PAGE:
New York Times
The recent era of nearly casualty-free American military operations abroad -- including the air strikes against Afghanistan -- seems to have ended yesterday as combat operations commenced on the ground. That is just one of the grim realities that come with this new and more dangerous phase of the war against terrorism. The nation should brace itself -- emotionally and politically -- for the kind of close combat it has not seen over an extended period since the Vietnam War.
Even though the risks are great, President Bush made the right choice in selecting this limited, clandestine form of warfare rather than attempting a full-scale invasion of Afghanistan by thousands of American ground troops. That would be far a more difficult enterprise, requiring many more weeks to prepare, and would invite the collapse of the unsteady international coalition that the president has assembled to combat terrorism.
The widening of the war -- something that would usually see official Washington humming with business -- came on an evening when many top officials were absent. Mr. Bush was in China, meeting with Asian and Pacific leaders, and the Capitol complex was all but deserted after this week's Anthrax scare. This added to the sense of disjointedness that has gripped the country since Sept. 11.
Much remains unknown about the yesterday's military operation, but initial reports suggest that several hundred elite fighters entered southern Afghanistan aboard helicopters under the cover of darkness. These units are equipped to hunt down enemy troops and commanders as well as to search for terrorist bands hiding in Afghanistan's remote mountains and valleys. They can also conduct sabotage missions.
The goals seem clear. The Pentagon is initially looking to destabilize and topple the Taliban leadership, first by bombing, now by pursuing individual leaders.
The bigger target is Osama bin Laden and his followers. If Washington can get reliable intelligence about the movement of the terrorist leader -- information that is hard to acquire -- special forces may eventually be able to track him down.
While the firepower of American commandos and their helicopter gunships far exceeds most of the weapons possessed by Taliban military forces and the bin Laden terrorists, nighttime raids like these are extremely risky. Even with the element of surprise, attacking forces can be overcome by larger numbers of lightly armed opponents. With the Pentagon predicting weeks, if not months, of lightning strikes, many Americans may be captured, wounded or killed. These losses will be especially painful if bin Laden and his top aides are not quickly found.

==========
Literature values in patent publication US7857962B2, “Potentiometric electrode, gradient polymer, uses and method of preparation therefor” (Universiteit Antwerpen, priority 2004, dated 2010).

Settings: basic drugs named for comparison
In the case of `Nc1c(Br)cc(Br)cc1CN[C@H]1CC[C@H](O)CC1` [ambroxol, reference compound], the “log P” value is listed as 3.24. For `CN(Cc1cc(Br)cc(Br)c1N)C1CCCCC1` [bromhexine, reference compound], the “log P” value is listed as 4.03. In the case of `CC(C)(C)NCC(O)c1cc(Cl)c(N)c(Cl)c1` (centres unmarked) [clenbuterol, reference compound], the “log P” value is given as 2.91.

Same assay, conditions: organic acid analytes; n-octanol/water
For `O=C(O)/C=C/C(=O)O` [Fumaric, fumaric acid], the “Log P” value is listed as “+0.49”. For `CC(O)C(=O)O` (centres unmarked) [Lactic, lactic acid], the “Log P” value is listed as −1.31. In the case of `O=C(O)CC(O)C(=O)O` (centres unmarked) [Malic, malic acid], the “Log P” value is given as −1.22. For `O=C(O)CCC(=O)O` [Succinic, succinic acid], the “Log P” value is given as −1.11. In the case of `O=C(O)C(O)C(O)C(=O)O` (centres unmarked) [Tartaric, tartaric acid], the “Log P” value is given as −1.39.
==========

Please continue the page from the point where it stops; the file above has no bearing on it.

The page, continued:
In the years since Vietnam, Americans have become accustomed to short, decisive wars with miraculously few casualties. This one is already different -- more than 5,000 men and women were killed in New York and Washington on Sept. 11. Most were civilians.
Now the nation's soldiers are going into battle in a distant and treacherous land, facing a determined and resourceful enemy. As they go, they should know that the nation supports their cause and yearns for their success.
The Sept. 11 terrorist attacks on America transformed Washington's relations with China and Russia in a turnabout that is on display this weekend at the Asia-Pacific Economic Cooperation forum in Shanghai.
The need for big-power cooperation in the campaign against the terrorist network of Osama bin Laden has created an incentive for the Bush administration to resolve crucial disputes with Beijing and Moscow - and to retreat from unilateral policies rooted more in conservative doctrine than in reality.
There is no need, however, to accept Chinese or Russian actions that remain as intolerable today as they were on Sept. 10. To his credit, President Bush in Shanghai has tried to maintain a balance between new, wartime needs and unchanging principles. After lauding China's President Jiang Zemin for standing ''side by side with the American people'' in the war against terrorism, Bush warned his host that their mutual fight against terrorists ''must never be an excuse to persecute minorities.''
This was a pointed reference to Beijing's ruthless repression of a secessionist movement among Uighurs, the Muslim minority concentrated in the western province of Xinjiang. The allusion could also apply to the nonviolent Buddhists of Tibet, who are not only subjected to waves of official violence but also to a demographic policy that is making them a submerged minority in their own land.